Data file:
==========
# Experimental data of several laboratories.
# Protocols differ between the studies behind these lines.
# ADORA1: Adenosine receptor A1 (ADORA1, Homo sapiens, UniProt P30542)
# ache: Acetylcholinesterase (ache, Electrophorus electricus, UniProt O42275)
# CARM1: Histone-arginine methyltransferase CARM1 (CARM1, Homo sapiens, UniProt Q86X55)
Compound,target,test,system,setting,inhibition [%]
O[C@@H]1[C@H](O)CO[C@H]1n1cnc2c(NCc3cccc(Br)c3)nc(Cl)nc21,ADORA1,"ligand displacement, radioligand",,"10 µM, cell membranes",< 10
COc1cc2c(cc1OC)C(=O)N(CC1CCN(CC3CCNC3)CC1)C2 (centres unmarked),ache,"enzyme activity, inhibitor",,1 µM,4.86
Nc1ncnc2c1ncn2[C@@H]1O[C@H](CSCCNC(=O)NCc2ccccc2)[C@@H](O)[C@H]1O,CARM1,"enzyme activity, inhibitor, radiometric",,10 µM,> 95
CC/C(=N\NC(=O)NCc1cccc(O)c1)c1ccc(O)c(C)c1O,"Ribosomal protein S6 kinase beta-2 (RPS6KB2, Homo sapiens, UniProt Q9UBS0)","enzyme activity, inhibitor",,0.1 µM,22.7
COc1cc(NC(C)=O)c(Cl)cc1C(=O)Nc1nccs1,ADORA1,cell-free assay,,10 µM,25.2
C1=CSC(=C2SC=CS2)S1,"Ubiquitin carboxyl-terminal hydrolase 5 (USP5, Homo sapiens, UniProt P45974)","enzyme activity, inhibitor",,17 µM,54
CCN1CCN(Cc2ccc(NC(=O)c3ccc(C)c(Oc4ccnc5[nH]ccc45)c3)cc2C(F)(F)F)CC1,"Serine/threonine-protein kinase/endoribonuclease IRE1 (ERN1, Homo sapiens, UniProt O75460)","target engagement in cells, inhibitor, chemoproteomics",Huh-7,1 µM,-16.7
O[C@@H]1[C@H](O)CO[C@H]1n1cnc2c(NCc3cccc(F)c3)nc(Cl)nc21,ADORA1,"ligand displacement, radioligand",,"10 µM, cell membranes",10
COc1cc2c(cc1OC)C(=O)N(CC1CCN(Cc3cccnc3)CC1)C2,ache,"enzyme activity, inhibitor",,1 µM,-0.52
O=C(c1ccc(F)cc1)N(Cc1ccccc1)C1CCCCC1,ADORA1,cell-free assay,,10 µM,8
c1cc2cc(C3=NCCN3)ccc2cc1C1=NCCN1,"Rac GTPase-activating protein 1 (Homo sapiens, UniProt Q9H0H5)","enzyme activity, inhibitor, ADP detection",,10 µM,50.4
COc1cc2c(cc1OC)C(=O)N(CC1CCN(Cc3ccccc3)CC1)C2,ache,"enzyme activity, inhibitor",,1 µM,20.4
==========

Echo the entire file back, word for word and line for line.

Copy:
# Experimental data of several laboratories.
# Protocols differ between the studies behind these lines.
# ADORA1: Adenosine receptor A1 (ADORA1, Homo sapiens, UniProt P30542)
# ache: Acetylcholinesterase (ache, Electrophorus electricus, UniProt O42275)
# CARM1: Histone-arginine methyltransferase CARM1 (CARM1, Homo sapiens, UniProt Q86X55)
Compound,target,test,system,setting,inhibition [%]
O[C@@H]1[C@H](O)CO[C@H]1n1cnc2c(NCc3cccc(Br)c3)nc(Cl)nc21,ADORA1,"ligand displacement, radioligand",,"10 µM, cell membranes",< 10
COc1cc2c(cc1OC)C(=O)N(CC1CCN(CC3CCNC3)CC1)C2 (centres unmarked),ache,"enzyme activity, inhibitor",,1 µM,4.86
Nc1ncnc2c1ncn2[C@@H]1O[C@H](CSCCNC(=O)NCc2ccccc2)[C@@H](O)[C@H]1O,CARM1,"enzyme activity, inhibitor, radiometric",,10 µM,> 95
CC/C(=N\NC(=O)NCc1cccc(O)c1)c1ccc(O)c(C)c1O,"Ribosomal protein S6 kinase beta-2 (RPS6KB2, Homo sapiens, UniProt Q9UBS0)","enzyme activity, inhibitor",,0.1 µM,22.7
COc1cc(NC(C)=O)c(Cl)cc1C(=O)Nc1nccs1,ADORA1,cell-free assay,,10 µM,25.2
C1=CSC(=C2SC=CS2)S1,"Ubiquitin carboxyl-terminal hydrolase 5 (USP5, Homo sapiens, UniProt P45974)","enzyme activity, inhibitor",,17 µM,54
CCN1CCN(Cc2ccc(NC(=O)c3ccc(C)c(Oc4ccnc5[nH]ccc45)c3)cc2C(F)(F)F)CC1,"Serine/threonine-protein kinase/endoribonuclease IRE1 (ERN1, Homo sapiens, UniProt O75460)","target engagement in cells, inhibitor, chemoproteomics",Huh-7,1 µM,-16.7
O[C@@H]1[C@H](O)CO[C@H]1n1cnc2c(NCc3cccc(F)c3)nc(Cl)nc21,ADORA1,"ligand displacement, radioligand",,"10 µM, cell membranes",10
COc1cc2c(cc1OC)C(=O)N(CC1CCN(Cc3cccnc3)CC1)C2,ache,"enzyme activity, inhibitor",,1 µM,-0.52
O=C(c1ccc(F)cc1)N(Cc1ccccc1)C1CCCCC1,ADORA1,cell-free assay,,10 µM,8
c1cc2cc(C3=NCCN3)ccc2cc1C1=NCCN1,"Rac GTPase-activating protein 1 (Homo sapiens, UniProt Q9H0H5)","enzyme activity, inhibitor, ADP detection",,10 µM,50.4
COc1cc2c(cc1OC)C(=O)N(CC1CCN(Cc3ccccc3)CC1)C2,ache,"enzyme activity, inhibitor",,1 µM,20.4